Shoulder Pain from Practicinggreenspun.com : LUSENET : Everything About Teaching and Learning the Piano : One Thread
Hello, I hope you will be able to help me with my problem.
I have been studying piano for 4 years, and around a year ago, I started to experience a pain in my left shoulder if practicing for over an hour. This problem gradually became worse, because I would have to stop after 20 minutes as a result of this. The pain then spread to the neck area, and I even discontinued piano for a week as a result of the increasing intensity of the pain (this was around 7 months after the pain began). Now I have found ways to manage time more wisely, so I am able to avoid it somewhat. However, the problem still shows itself because I can feel my shoulder muscles tightening after 30 minutes of practicing. In fact, if I rotate my left shoulder, I can feel creaks and cracks, sounding like it's 'resettling' (yes, I can even hear it). This does not happen to my right shoulder.
It would be greatly appreciated if help can be provided.
-- John Smith (email@example.com), April 18, 2001
We pianists have a habit of using all kinds of muscles that don't need to be used, and we don't even realize we're using them. There is no quick fix to your problem, but I would suggest the following: 1. Stand up, away from the piano, with good, tall posture; let your arm hang from the shoulder loosely - let it swing from the shoulder joint gently. 2. Think of your arm as a "swinging bridge' supported loosely at the shoulder at one end, and by the fingers on the keyboard at the other. Let it hang from the shoulder, and let the firm fingers support it at the keyboard end. Swing the elbow sideways slightly and make sure it isn't "tight." 3. Make sure you sit with good posture on the bench, and don't hunch; hunching puts extra pressure on the shoulder and neck muscles (you can experiment with this). These are very basic and preliminary things, but maybe can be of some benefit.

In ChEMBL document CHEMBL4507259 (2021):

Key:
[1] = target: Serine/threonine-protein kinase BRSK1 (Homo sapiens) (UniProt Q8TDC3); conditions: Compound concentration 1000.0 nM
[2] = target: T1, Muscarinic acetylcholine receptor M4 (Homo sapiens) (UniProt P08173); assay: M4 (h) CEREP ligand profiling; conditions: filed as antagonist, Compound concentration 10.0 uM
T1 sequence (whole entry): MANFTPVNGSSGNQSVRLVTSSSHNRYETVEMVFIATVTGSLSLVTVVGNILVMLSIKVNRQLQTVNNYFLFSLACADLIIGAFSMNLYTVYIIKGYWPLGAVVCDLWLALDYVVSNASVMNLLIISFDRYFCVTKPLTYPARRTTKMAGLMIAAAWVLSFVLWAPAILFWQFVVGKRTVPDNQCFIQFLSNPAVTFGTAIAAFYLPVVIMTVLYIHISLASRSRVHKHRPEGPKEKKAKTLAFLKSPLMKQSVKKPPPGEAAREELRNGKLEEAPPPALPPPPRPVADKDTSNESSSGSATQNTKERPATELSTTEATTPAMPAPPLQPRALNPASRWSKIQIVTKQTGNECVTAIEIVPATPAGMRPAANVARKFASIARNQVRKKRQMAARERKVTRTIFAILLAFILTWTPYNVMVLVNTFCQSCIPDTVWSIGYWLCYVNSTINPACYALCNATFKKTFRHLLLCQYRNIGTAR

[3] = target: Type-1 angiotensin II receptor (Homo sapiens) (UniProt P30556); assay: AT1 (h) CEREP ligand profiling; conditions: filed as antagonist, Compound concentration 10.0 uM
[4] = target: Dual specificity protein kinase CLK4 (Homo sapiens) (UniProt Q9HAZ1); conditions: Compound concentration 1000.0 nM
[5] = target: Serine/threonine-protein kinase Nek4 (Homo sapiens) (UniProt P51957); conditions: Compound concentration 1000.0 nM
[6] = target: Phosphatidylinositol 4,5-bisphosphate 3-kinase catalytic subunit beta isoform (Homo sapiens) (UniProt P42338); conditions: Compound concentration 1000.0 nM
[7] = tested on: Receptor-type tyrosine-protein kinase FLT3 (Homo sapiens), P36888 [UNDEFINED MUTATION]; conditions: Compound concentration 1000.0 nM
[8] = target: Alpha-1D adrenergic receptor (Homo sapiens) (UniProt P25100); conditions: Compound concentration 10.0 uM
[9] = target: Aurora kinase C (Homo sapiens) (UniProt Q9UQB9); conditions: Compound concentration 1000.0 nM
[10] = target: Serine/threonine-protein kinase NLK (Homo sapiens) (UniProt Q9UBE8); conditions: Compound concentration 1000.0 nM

-- Jon Ensminger (firstname.lastname@example.org), April 18, 2001.
John, i've found that to my practicing pain is greatly reduced, even after hours at the piano, if when i first start to practice, i 1. make sure the bench is not too low (or too high) 2. sit with good, relaxed posture 3. warm up with scales.
also, when you are practicing, stop often to put your hands in your lap and check your posture and relax. you may have to do this once a minute for a while until you get used to being relaxed. also, make sure you aren't sitting too close to the piano. these are just general things. your teacher should be able to tell you if you are doing anything specifically that is bringing on the pain.
-- Julie2 (email@example.com), April 20, 2001.
That doesn't sound too good. I would recommend a book to you: Seymour Fink's "Mastering Piano Technique." Fink emphasizes correct position and motion in piano playing. He offers many exercises which help you to get more relaxed and also to stretch and strengthen your shoulder/neck/ arm muscles. Some of his exercises take place away from the piano (which might seem strange to a pianist), but they are very helpful. There's also a video coming along with the book.